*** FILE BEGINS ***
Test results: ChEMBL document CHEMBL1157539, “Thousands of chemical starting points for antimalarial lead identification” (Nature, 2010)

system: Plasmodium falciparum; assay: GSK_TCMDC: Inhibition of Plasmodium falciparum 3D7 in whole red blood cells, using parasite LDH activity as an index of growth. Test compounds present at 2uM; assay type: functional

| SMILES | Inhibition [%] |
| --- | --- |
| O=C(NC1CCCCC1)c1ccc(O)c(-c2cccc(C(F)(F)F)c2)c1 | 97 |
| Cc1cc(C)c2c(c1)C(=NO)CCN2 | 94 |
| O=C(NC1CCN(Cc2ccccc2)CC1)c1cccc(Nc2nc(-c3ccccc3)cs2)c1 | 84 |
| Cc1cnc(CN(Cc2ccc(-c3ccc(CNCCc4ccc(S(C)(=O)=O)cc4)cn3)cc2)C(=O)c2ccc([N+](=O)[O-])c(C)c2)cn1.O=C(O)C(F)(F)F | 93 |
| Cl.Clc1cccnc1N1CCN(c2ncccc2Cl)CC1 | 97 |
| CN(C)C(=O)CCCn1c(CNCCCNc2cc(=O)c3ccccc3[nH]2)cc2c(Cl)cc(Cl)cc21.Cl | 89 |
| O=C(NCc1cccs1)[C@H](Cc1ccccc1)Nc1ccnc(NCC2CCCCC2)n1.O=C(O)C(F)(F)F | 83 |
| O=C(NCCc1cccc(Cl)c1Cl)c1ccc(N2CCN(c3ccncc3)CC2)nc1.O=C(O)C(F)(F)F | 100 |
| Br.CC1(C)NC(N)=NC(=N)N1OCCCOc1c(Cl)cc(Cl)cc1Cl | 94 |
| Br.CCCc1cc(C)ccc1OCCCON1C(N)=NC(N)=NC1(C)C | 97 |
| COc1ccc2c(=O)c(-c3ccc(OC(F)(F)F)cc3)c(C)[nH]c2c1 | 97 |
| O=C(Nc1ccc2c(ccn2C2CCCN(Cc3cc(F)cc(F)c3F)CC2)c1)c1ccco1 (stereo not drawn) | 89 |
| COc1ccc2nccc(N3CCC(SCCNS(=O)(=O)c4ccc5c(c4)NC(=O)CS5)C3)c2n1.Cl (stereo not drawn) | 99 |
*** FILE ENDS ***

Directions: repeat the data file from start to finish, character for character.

Test results: ChEMBL document CHEMBL1157539, “Thousands of chemical starting points for antimalarial lead identification” (Nature, 2010)

system: Plasmodium falciparum; assay: GSK_TCMDC: Inhibition of Plasmodium falciparum 3D7 in whole red blood cells, using parasite LDH activity as an index of growth. Test compounds present at 2uM; assay type: functional

| SMILES | Inhibition [%] |
| --- | --- |
| O=C(NC1CCCCC1)c1ccc(O)c(-c2cccc(C(F)(F)F)c2)c1 | 97 |
| Cc1cc(C)c2c(c1)C(=NO)CCN2 | 94 |
| O=C(NC1CCN(Cc2ccccc2)CC1)c1cccc(Nc2nc(-c3ccccc3)cs2)c1 | 84 |
| Cc1cnc(CN(Cc2ccc(-c3ccc(CNCCc4ccc(S(C)(=O)=O)cc4)cn3)cc2)C(=O)c2ccc([N+](=O)[O-])c(C)c2)cn1.O=C(O)C(F)(F)F | 93 |
| Cl.Clc1cccnc1N1CCN(c2ncccc2Cl)CC1 | 97 |
| CN(C)C(=O)CCCn1c(CNCCCNc2cc(=O)c3ccccc3[nH]2)cc2c(Cl)cc(Cl)cc21.Cl | 89 |
| O=C(NCc1cccs1)[C@H](Cc1ccccc1)Nc1ccnc(NCC2CCCCC2)n1.O=C(O)C(F)(F)F | 83 |
| O=C(NCCc1cccc(Cl)c1Cl)c1ccc(N2CCN(c3ccncc3)CC2)nc1.O=C(O)C(F)(F)F | 100 |
| Br.CC1(C)NC(N)=NC(=N)N1OCCCOc1c(Cl)cc(Cl)cc1Cl | 94 |
| Br.CCCc1cc(C)ccc1OCCCON1C(N)=NC(N)=NC1(C)C | 97 |
| COc1ccc2c(=O)c(-c3ccc(OC(F)(F)F)cc3)c(C)[nH]c2c1 | 97 |
| O=C(Nc1ccc2c(ccn2C2CCCN(Cc3cc(F)cc(F)c3F)CC2)c1)c1ccco1 (stereo not drawn) | 89 |
| COc1ccc2nccc(N3CCC(SCCNS(=O)(=O)c4ccc5c(c4)NC(=O)CS5)C3)c2n1.Cl (stereo not drawn) | 99 |